So this is a win-win I think in that people can go to a gun shop either by appointment or a curbside or parking lot type of arrangement, get what they need, and have minimum contacts with other people so that there’s that safety element there, right? And we’ve said from the get-go and I’ve been very, very clear on this, that just because ranges and retailers are open right now, which is wonderful, it doesn’t mean that they could avoid the social distancing or the other hygiene issues to avoid this virus. So we trust and we hope that these folks are practicing these safe practices here because we certainly want them to remain open. But I think it speaks to the industry and the regulators like the ATF coming together for the common cause and we give them a lot of credit for doing that. I know a lot of people in the industry throw rocks at the ATF from time to time but fundamentally they’re still operating and still trying to be an industry partner and still processing NFA applications and all that stuff, too, right?

Bartozzi: They are and we, the NSSF, have been trying to help them get more funding so they can process these things even quicker. I have to tell you I was on a call today with one of the directors from the ATF and he was very clear about this. He said, “Look, we view the industry as our partner. Yes, we have a role to do. We are a regulating organization. We have a job to do but we don’t see the industry as the enemy. We’ve got rules that we have to enforce.” And I have to respect that.

And as I said, when we reached out to them to say, “Look, we’ve got to do something about this because states are giving these folks a hard time,” they responded in a thoughtful, careful way, and in a way that will allow the states that had been somewhat against the opening of gun shops to really give them something to think about because there’s no good reason not to keep these constitutionally protected businesses open now. So we really respect and appreciate what the ATF did there. Is there anything else that you want to cover that we haven’t talked about yet?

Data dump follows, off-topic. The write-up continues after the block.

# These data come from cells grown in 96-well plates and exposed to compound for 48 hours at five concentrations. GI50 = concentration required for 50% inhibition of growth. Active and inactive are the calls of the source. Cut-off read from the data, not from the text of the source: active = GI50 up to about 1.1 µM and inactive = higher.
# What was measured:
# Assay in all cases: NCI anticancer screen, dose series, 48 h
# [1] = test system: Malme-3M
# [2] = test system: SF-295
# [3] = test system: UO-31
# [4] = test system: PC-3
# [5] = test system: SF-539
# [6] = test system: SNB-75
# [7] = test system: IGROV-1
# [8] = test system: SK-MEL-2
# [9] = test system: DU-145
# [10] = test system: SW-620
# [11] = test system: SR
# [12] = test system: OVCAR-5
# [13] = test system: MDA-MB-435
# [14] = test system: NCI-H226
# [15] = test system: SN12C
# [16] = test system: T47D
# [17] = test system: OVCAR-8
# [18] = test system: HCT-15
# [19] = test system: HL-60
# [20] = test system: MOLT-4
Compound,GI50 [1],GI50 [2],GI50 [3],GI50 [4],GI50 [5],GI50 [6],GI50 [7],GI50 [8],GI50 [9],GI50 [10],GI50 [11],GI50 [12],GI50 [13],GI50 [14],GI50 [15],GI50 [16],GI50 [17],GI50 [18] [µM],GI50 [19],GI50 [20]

Bartozzi: There’s just two things that’s kind of been on my mind that I would try to tell everybody.

One is to stay informed. We’ve got an election coming up this year. So even though people can’t go out and do the things they would normally, we’ve got a ton of information on our website about gun votes and making sure that people pay attention to what the candidates are saying. So now more than ever we’ve got to pay attention to what’s going on here. And I urge everybody to go to our site to see what the candidates are doing, especially in your local areas as well as the national level. It’s really important to stay informed at this moment in time.

And the other thing I would say to people is to get involved. There are so many communities in need of things like blood services for the Red Cross, things like food pantries, donating your time and effort to help the communities to kinda get back on their feet. I know this industry. I’ve been in this industry for almost 35 years. There are some great people in this industry and gun owners care. They really do care and I want to urge them to get out and help their community to recover and do what they can to get things right as quickly as possible.

The NSSF really stepped up and I’m really proud, including our member companies. If there are lapsed members or those considering membership, this is what NSSF does. We keep our industry in business, so join us. I am so proud of the work that our people did not only getting the critical infrastructure designation but also dealing with the ATF and getting that letter out to retailers and ranges.

It’s huge and I’m so proud of what our folks did. They really stepped up and I’m proud to be leading that team to be sure.

We thank Mr. Bartozzi for his time and attention.